Great geniuses have the shortest biographies. Their cousins can tell you nothing about them. They lived in their writings, and so their house and street life was trivial and commonplace.
—Ralph Waldo Emerson, quoted in The Emperor’s Children
Nietzsche tells us: “Poets behave shamelessly toward their experiences: they exploit them.” But is this so, invariably? In prose fiction, as in poetry? It has become a commonplace assumption that even writers of ambition are inspired primarily by their own lives, and by the experiences of their generations, fed by the influence of the great, self-absorbed and -obsessed Modernists (Joyce, Proust, Lawrence) and by mid-twentieth-century American “confessional” poets (Lowell, Berryman, Sexton, Plath); as if the autobiographical pulse is ubiquitous, beating visibly, or invisibly, fueling the very act of creation. Who needs a muse, where there is a mirror? What need for any effort of the imagination, in the creation of poetry or prose in the mode of Robert Lowell: “Yet why not say what happened?”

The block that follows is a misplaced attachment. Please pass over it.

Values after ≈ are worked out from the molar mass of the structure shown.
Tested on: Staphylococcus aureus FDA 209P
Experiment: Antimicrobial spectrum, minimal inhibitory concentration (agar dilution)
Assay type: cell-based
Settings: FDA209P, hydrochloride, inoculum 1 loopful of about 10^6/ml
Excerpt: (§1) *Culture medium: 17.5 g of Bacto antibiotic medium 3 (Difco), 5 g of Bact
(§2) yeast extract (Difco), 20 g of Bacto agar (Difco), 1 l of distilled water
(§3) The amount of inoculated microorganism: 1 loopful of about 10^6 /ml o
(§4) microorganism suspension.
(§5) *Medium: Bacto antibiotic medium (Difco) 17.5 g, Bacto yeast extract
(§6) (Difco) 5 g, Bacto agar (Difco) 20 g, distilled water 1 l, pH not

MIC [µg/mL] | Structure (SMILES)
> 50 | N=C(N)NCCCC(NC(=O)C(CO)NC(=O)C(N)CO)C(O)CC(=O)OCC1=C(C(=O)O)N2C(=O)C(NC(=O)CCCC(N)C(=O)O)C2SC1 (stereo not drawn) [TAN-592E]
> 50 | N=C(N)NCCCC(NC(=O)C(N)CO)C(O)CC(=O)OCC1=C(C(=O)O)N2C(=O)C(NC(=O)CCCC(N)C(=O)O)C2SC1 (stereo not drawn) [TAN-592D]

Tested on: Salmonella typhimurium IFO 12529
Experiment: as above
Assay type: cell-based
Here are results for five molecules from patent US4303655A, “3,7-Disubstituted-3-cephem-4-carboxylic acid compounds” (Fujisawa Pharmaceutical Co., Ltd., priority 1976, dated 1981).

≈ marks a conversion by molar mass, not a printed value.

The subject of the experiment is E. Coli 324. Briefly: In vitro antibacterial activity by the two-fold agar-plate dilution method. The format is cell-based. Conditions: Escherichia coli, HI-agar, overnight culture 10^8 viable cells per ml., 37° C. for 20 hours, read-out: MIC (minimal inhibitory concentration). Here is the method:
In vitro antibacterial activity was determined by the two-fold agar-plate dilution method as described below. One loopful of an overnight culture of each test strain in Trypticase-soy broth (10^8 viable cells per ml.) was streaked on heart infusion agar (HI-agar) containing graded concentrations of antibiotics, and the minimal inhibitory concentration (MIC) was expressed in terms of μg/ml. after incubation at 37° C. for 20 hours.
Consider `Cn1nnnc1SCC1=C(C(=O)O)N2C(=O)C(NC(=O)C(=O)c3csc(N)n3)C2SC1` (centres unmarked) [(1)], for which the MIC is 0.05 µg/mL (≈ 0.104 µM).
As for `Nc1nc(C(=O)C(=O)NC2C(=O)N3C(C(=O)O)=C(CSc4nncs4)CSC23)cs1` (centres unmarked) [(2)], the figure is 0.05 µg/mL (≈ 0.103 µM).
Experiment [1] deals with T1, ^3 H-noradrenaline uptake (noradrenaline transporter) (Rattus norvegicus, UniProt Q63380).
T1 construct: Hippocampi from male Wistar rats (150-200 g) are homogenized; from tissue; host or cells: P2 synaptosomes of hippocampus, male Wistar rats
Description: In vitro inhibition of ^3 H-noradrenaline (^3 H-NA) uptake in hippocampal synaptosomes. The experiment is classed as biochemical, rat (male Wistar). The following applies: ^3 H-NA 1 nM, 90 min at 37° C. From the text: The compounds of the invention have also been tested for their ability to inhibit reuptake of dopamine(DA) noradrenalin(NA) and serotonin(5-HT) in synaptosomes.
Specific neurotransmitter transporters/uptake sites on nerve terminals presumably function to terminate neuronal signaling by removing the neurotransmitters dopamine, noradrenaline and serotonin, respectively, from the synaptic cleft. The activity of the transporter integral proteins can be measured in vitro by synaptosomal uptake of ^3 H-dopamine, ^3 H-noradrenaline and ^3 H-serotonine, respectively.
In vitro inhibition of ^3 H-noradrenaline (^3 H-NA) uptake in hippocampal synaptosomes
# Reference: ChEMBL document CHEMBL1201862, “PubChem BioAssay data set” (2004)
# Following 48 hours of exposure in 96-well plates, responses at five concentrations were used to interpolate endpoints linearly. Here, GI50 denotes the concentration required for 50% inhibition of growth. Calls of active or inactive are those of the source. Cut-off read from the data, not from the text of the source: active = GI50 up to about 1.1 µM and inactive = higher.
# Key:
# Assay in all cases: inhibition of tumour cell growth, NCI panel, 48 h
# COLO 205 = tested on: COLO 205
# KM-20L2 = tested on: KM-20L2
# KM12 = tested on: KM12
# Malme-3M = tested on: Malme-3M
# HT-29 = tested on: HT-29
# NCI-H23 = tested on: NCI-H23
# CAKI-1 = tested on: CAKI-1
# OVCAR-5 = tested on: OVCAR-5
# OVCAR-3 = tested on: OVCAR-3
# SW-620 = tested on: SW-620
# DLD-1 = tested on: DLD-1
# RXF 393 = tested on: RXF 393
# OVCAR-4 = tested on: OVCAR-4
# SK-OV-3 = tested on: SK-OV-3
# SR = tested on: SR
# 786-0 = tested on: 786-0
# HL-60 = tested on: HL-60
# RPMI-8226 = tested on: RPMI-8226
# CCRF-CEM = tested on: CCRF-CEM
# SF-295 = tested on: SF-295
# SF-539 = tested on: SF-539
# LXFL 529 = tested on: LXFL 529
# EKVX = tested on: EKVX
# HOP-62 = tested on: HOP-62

Yet there is an equally powerful instinct to resist autobiography/confession, to create purely imagined, or assimilated, literary works; for some writers, even those for whom the stylistic experimentations of Modernism are extremely attractive, the very act of “identification” must involve distance, difference. “If Art does not enlarge men’s sympathies, it does nothing morally,” as George Eliot once remarked. That art should be guided by, or even suggest, a moral compass seems, in the post-Modernist era, quaintly remote, quixotic; yet there are numerous notable writers for whom the nineteenth-century ideal of “enlarging sympathy” is predominant. Among contemporary writers whose inspiration seems, at times magically, to be the very antithesis of self, Claire Messud has demonstrated a remarkable imaginative capacity.